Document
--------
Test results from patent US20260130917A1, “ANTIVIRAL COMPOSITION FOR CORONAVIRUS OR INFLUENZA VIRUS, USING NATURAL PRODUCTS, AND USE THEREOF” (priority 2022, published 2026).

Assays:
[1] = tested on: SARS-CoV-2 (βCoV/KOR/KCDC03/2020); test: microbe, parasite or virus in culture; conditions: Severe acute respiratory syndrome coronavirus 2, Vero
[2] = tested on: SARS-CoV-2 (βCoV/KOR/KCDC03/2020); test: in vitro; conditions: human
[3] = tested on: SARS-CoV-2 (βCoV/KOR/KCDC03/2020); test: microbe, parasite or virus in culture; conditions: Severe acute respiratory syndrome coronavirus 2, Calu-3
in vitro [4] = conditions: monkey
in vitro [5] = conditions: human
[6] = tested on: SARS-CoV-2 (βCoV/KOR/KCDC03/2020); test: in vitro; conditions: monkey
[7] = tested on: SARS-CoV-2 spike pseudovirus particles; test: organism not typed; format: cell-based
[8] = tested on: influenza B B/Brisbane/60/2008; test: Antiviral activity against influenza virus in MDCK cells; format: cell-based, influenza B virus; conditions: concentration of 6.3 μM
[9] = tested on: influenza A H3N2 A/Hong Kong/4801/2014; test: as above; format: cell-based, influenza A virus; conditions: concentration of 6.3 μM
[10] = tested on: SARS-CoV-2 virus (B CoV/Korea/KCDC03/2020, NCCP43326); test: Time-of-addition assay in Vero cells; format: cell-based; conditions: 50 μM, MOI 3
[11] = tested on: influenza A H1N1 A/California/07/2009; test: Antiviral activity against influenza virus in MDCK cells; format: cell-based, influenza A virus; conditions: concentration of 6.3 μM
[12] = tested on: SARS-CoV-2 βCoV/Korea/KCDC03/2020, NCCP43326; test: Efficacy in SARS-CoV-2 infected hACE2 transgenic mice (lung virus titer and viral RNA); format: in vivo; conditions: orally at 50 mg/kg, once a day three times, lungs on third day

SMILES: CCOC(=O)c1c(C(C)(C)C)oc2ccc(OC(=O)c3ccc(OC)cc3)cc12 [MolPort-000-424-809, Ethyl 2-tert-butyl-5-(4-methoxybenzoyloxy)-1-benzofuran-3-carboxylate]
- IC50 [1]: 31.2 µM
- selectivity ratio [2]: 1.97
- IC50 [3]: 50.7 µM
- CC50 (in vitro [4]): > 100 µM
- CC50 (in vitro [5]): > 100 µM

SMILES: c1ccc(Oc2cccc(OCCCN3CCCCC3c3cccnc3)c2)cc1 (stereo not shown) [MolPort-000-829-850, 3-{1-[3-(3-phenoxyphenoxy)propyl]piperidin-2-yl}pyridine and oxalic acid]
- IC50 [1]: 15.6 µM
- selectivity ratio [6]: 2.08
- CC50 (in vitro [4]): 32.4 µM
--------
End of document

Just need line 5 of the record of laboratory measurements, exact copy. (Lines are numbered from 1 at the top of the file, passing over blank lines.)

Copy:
[3] = tested on: SARS-CoV-2 (βCoV/KOR/KCDC03/2020); test: microbe, parasite or virus in culture; conditions: Severe acute respiratory syndrome coronavirus 2, Calu-3